Am I Allowed to Temporarily Pause Child Support While I Am Unemployed?

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temporarily pause child support

When a couple with children divorce, a court will issue an order for child support to the non-custodial parent. When the initial order for child support is issued, the non-custodial parent may not have any problems making the child support payments. There are unforeseen things that can happen in any person’s life. Many times, people can become unemployed based on nothing they have done. Companies are sold, move, as well as go out of business and more. When this happens, the non-custodial parent may become unemployed for a period of time. They may need to have a temporary pause or reduction in their child support payments until they are able to find another job.

Determining Child Support

There are many different factors taken into consideration when determining the amount of child support a non-custodial parent will be required to pay.

Income – Most guidelines used to determine child support will take into consideration each parent’s income. The next consideration is the percentage of the parent’s combined income in relation to the child’s expenses. The last thing is the non-custodial parent’s living expenses. Some states will calculate a child support payment based on gross income and others will use net income.

Childcare Expenses – Another factor to determine child support is the amount of money required for the custodial parent to pay for childcare. This is so a custodial parent can engage in a job search or have a job. There are states that determine the amount permitted for this cost to be considered as part of the federal dependent care exemption. There are states that offer its residents the opportunity, when filing state income tax, to have child care expenses listed as dependent care exemption. When this happens, the amount of the exemption will also be used to determine the amount of a child support payment.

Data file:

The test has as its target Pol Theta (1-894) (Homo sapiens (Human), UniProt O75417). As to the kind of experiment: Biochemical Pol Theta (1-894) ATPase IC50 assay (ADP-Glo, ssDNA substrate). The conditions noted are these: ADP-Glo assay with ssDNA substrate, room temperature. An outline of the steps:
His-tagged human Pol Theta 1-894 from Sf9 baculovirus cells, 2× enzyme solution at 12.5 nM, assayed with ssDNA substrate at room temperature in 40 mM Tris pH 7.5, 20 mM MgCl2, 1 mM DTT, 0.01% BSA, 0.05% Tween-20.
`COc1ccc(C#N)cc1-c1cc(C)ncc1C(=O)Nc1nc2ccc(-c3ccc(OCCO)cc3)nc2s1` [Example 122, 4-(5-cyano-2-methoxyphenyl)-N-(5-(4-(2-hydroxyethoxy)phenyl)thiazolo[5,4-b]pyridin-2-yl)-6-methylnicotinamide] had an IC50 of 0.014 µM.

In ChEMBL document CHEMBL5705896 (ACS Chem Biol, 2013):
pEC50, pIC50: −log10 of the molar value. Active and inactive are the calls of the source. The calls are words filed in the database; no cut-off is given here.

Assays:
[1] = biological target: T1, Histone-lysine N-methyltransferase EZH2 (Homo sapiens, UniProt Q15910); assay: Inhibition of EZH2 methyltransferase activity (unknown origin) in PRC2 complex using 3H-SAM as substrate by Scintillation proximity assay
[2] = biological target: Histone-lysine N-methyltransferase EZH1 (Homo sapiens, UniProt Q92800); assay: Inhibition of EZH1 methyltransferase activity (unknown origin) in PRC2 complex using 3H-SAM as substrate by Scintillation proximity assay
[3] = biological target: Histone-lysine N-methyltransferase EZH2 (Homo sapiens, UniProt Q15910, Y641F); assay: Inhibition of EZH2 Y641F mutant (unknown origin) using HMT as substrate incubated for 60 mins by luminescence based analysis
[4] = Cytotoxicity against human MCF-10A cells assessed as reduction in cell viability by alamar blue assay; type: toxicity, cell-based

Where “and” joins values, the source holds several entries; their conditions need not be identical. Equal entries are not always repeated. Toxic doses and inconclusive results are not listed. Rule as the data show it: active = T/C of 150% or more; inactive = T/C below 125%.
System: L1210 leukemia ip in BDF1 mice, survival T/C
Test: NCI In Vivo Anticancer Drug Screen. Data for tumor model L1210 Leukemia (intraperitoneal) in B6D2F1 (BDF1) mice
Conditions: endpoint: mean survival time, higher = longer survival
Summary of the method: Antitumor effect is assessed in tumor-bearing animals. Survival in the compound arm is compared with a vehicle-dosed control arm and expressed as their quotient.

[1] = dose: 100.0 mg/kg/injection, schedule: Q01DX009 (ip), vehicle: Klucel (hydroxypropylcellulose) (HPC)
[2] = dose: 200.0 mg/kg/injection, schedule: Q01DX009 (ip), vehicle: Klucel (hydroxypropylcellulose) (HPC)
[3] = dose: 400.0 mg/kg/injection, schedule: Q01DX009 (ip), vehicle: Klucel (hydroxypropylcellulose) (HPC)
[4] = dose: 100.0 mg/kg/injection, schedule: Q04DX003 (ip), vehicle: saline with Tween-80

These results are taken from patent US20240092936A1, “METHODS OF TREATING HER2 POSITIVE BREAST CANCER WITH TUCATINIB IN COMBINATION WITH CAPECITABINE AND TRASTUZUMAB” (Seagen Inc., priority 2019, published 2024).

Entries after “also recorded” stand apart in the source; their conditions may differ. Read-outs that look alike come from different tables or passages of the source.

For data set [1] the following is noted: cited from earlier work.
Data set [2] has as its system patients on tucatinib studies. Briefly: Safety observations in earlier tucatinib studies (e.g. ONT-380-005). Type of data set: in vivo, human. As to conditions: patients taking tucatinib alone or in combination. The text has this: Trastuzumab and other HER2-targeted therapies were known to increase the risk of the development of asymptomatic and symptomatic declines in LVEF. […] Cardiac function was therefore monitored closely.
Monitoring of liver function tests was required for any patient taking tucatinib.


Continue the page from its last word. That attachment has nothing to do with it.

Deductions – There are some people who will have to pay new child support payments on top of existing child support payments they are already making. In this situation, these people will be permitted to deduct any current child support payments from their income for tax purposes. This deduction will be a factor in determining new child support payments. To qualify for such a deduction, it is necessary for the child support payments to be ordered by a court and not voluntary. It is also necessary for the parent to be current with the child support payments.

Healthcare Expenses – An order for child support will usually determine the non-custodial parent is responsible for paying a child’s healthcare insurance. The amount a non-custodial parent pays for the child’s healthcare will be a factor in determining the amount of direct child support they will be required to pay. Most states have guidelines that require a specified amount of money be added to direct support payment to cover any out-of-pocket expenses associated with healthcare like deductibles and more.

Other Expenses – It is possible a child support order will accommodate any expenses that are out of the ordinary. This could include any special educational needs that are necessary because a child is a special needs child or is gifted. This would include school uniforms, tutors, and boarding school costs as well as lunches and more. All of the costs associated with extended travel for visitation will be equally divided between the parents.